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Every fictional universe has some set of stories and story-elements which are considered canonical while others are not.  Generally, most of the stories produced or authorized by the copyright holders are considered canon, while fan stories are not; however, in some circumstances some stories and plot development which were once “official” are later quietly disregarded (usually because they cause too many continuity problems, like the ridiculous “Warp 5 speed limit” introduced in a latter-season episode of Star Trek: The Next Generation, and promptly ignored by every other writer).  But it’s not at all unusual for fans of a sci-fi or fantasy series to also have a “head canon”, a set of stories and elements that they consider “official” in their own internal picture of that universe, which is separate from whatever the corporate owners might declare.  Such mental structures allow the fan to include or exclude elements which might affect his willing suspension of disbelief or otherwise alter his appreciation of the imaginary world.  For me, one of those elements is chronology; for example, I have absolutely no tolerance for the loosey-goosey sliding past of comic books, in which superheroes always stay the same age for decades and their origins keep changing to suit a contemporary framework.  So whenever I read or watch a series, it’s important for me to keep a timeline (on a notepad or computer file if it’s too complex to organize in my head) so that I can keep track of the order in which things happen, how long it was from x event to y, and so on.  That’s why I especially appreciate shows like Babylon 5 and novels like The Lord of the Rings, in which the creator maintains a close watch on dates and sequences of events, and characters age and change as they do in the real world; when the person or persons in charge don’t pay attention or even blatantly disregard such recordkeeping, this is what my head does.  So I think we can all agree that it would just be better if everyone plotted their stories with a calendar handy, so as to save Maggie’s brain all that extra work.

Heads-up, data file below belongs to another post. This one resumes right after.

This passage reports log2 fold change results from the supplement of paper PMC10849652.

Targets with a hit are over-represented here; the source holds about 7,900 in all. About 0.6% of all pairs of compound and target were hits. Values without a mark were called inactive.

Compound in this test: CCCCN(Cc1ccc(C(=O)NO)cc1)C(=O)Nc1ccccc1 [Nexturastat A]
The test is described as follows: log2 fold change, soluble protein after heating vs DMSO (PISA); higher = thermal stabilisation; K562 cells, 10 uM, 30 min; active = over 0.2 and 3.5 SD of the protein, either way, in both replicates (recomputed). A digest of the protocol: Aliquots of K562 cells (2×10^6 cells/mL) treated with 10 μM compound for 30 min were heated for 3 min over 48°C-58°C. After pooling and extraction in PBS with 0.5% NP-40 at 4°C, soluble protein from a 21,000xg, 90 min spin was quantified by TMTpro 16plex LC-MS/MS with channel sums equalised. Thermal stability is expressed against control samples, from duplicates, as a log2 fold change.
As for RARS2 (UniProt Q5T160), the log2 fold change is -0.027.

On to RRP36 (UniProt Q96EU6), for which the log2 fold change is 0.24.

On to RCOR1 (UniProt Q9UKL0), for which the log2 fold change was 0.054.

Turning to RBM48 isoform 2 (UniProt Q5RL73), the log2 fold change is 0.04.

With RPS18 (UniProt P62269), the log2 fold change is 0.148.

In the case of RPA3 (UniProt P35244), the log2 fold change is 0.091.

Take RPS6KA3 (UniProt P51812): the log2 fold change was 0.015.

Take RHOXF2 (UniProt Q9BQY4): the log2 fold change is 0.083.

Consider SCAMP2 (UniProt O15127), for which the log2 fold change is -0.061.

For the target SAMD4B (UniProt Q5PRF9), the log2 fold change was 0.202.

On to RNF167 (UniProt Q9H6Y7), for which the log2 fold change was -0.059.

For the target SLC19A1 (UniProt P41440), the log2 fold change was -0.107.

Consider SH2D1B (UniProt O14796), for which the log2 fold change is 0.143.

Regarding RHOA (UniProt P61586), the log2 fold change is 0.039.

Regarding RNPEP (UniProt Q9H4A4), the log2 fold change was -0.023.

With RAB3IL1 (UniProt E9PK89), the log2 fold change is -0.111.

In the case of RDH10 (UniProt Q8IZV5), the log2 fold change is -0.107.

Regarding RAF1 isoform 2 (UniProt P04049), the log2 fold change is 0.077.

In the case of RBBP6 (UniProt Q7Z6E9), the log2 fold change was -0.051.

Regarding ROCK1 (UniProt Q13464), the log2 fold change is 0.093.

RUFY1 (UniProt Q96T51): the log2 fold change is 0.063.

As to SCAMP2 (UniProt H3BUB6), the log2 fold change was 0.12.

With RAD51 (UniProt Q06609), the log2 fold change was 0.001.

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You’re fixin’ to ride the lightning.  –  “Officer” Joe Gutierrez

If Western culture emphasized composer over performer in popular music as it does with orchestral music, Jim Steinman would be recognized as one of the greatest musicians of the 20th century.  In honor of his passing, here’s a video of the one hit he had as a performer; compare and contrast with Meat Loaf performing the same song a little over a decade later.  The links above the video were provided by Lucy Steigerwald, Franklin Harris, Tim Cushing, Jesse Walker, Cop Crisis, Radley Balko, and Nun Ya, in that order.

From the Archives

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What is it going to take to get all of this to go away?
–  “officer” Josh Barlow’s swineherd, to his victim

It isn’t often that I see a good short film nowadays, much less a good sci-fi short, but this one is a masterclass in what one can do with a small budget and some excellent writing.  It was provided by Mike Siegel, and the links above it by President Dawg, Jesse Walker, Dave Krueger, Franklin Harris, and Cop Crisis (x3), in that order.

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Mass movements can rise and spread without belief in a God, but never without belief in a devil.  Usually the strength of a mass movement is proportionate to the vividness and tangibility of its devil.  –  Eric Hoffer